Arizona (14-7, 8-7 Pac-12) has lost four of its last six and is coming off a 63-61 home loss to Oregon, its fourth setback at McKale Center this season. UCLA (14-5, 10-3) had dropped three of four before winning at Washington on Saturday.
The Bruins beat the UA 81-76 in McKale on Jan. 9 and have won four in a row in the series, with Arizona’s last win at Pauley Pavilion coming in 2017.
Here’s what to watch for during the 7 p.m. MST broadcast on ESPN2:
Back to basics
Saturday’s loss to Oregon saw Arizona fail in two areas it had excelled in all season: rebounding and getting to the foul line.
The Wildcats were outrebounded for the first time all year, allowing a regulation-high 11 offensive boards to the Ducks, and the UA only took 11 foul shots after entering the game leading the country in free throws made and attempted.
Arizona’s 518 attempts and 373 makes are still the most in Division I, and it still ranks sixth nationally in free throw attempt rate, but now it will face a UCLA team that lived at the line in their previous meeting. The Bruins were 27 of 32, compared to 12 of 16 for Arizona, and UCLA had just one less rebound than the Wildcats will grabbing 10 offensive boards.
UA coach Sean Miller said there’s not a way to specifically coach getting to the line, but he believes it happens seamlessly with quality play.
“I think when we’re playing at our best we get a lot of drives in transition, a lot of offensive rebounds, we get post-ups, and when you get all three of those things you get fouls,” he said.
Start strong, finish stronger
Along with poor defense, Arizona’s last two losses have also had a common theme in that they involved a big deficit right out of the gate. The Wildcats trailed Oregon 11-2 after being down 19-2 at Colorado a week earlier.
Both times they rallied to take the lead, only to come up short in the end. Arizona had a chance to win each game, but Miller believes it’s more important to focus on what led the Wildcats to need to rally in the first place.
“You dig yourself that hole, you’re playing really good basketball but you’re just climbing that mountain for the entire first half,” he said. “Every play of the game has equal meaning. If the deficit is 7-6 not 11-2, you can make the argument that maybe you’re in a different dilemma in the last four minutes. My hope is that we can do a better job starting both of these games this week.”
Arizona is 4-4 in games decided by one or two possessions this season, while UCLA is 6-1.
UCLA’s thin frontcourt—and Azuolas taking advantage of it
When UCLA won at McKale Center last month it did so with only 39 minutes of court time from its forwards and centers. That would feel like a lot for the Bruins nowadays, who are so thin in the frontcourt they’ve turned to a player who should still be in high school to help fill the void.
While 6-foot-9 junior Cody Riley has returned from an ankle injury he’s only scored nine points in two games and still doesn’t look 100 percent. At least he’s around, unlike 6-10 junior Jalen Hill, who is not with the team due to personal reasons, while 6-9 senior Chris Smith tore his ACL in early January.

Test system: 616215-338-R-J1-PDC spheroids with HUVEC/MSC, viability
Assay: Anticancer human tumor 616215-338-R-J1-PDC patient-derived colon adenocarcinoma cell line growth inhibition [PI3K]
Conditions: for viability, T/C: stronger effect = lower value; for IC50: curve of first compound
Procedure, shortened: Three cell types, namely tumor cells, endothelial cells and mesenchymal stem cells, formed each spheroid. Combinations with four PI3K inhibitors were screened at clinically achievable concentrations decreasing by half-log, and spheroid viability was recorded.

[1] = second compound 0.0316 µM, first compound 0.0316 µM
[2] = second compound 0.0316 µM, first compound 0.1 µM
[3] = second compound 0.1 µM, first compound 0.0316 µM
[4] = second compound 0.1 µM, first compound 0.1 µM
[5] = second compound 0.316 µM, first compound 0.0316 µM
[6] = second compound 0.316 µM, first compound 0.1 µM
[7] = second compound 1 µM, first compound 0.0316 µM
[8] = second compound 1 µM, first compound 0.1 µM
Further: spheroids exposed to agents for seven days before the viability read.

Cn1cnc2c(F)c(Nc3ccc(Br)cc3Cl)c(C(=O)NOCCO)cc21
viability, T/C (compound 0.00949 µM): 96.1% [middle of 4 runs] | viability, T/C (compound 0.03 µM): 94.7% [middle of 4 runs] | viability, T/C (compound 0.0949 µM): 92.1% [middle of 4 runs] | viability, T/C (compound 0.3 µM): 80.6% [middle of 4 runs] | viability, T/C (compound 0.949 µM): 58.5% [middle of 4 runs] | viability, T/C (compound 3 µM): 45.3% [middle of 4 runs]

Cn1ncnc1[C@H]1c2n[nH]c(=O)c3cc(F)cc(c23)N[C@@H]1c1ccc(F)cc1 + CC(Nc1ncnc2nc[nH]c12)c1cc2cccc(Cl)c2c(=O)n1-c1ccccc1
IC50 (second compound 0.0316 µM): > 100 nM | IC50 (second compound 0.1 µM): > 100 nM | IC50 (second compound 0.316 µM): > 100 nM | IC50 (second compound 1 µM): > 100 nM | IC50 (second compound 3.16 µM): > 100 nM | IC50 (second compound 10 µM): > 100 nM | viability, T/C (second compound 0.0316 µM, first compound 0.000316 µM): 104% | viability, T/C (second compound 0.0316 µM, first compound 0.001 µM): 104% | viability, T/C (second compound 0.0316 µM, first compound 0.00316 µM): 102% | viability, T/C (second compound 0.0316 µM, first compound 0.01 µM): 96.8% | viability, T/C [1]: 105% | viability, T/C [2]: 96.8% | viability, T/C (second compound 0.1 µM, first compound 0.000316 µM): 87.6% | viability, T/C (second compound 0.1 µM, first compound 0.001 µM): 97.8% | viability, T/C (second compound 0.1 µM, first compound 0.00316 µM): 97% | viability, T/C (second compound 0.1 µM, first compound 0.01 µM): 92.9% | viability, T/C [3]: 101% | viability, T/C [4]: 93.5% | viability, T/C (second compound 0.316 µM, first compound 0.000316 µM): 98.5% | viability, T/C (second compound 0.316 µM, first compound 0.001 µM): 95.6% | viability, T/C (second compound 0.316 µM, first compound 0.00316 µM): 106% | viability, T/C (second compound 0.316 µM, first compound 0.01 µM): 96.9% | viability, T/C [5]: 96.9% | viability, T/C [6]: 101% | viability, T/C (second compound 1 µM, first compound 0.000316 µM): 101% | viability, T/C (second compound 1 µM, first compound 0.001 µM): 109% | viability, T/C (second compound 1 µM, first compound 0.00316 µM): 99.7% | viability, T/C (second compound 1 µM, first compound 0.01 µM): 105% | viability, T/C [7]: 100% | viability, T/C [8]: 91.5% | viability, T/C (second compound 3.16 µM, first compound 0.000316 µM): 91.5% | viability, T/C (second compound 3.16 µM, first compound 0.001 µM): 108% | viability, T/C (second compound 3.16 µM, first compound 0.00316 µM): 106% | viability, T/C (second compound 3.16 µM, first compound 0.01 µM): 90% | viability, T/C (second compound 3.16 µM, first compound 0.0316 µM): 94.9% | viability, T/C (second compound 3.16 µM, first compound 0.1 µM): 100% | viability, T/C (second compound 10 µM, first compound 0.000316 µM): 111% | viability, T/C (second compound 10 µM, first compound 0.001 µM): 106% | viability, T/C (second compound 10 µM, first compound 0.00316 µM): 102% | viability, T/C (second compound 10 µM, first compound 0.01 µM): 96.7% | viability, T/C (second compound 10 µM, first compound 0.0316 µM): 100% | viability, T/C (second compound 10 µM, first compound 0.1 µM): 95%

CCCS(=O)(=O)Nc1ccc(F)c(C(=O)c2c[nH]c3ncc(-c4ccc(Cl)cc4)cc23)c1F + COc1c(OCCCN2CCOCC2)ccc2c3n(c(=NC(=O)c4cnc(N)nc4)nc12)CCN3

Lightly used 6-9 sophomore Kenneth Nwuba ended up starting two weeks ago at USC in an 18-point loss, and that also marked the debut of 6-9 freshman Mac Etienne, who joined the Bruins in December after graduating high school early.
Last weekend on the Washington trip the Bruins started four guards in both games, so one of Arizona’s bigs are going to have to guard either 6-6 Jules Bernard or 6-6 Jaime Jacquez Jr. It will make for some defensive challenges, but the return of Ira Lee from an ankle injury—Miller said he has practiced all week and will be available—gives Arizona an extra body down low to deal with things.
Miller is also interested to see how Azuolas Tubelis fares against the Bruins. The freshman had 15 points and eight rebounds on 6-of-12 shooting in the first matchup and could be in store for even more in Westwood.
“If you were at every practice for the first two weeks of our season, it was a big learning curve and adjustment for him coming from FIBA another country to college basketball as a freshman,” Miller said. “Where he is today, and my hope is, that you actually see that against UCLA, that he’s more prepared and better individually than maybe he was when we played them the first time.”
Guarding the hot hand
It was point guard Tyger Campbell who torched Arizona last time out, scoring a season-high 22 points on 7-of-10 shooting while making 8 of 8 free throws. Also a problem in that first meeting was Kentucky transfer Johnny Juzang, who made 3 of 4 3-pointers and finished with 16.
Juzang was just heating up back then.
The 6-6 sophomore is coming off a career-high 32-point performance at Washington, hitting five threes in the process, after going for 25 at Washington State two nights earlier. He had 27 against Stanford last month as well.
“I think Johnny Juzang’s emergence as a great scorer really presents a challenge,” Miller said. “He is playing with more confidence, he’s more experienced, I think he’s really improved. He can really score, he scored against us the first time. I think his trajectory was starting around that period of that time. He’s a heck of an offensive player.”
Nine players have scored at least 20 against Arizona this season, most recently Colorado’s Evan Battey when he finished with 21 including four free throws in the final minute on Feb. 6. The UA is 4-5 in games this season when it allows an opposing player to drop 20 or more.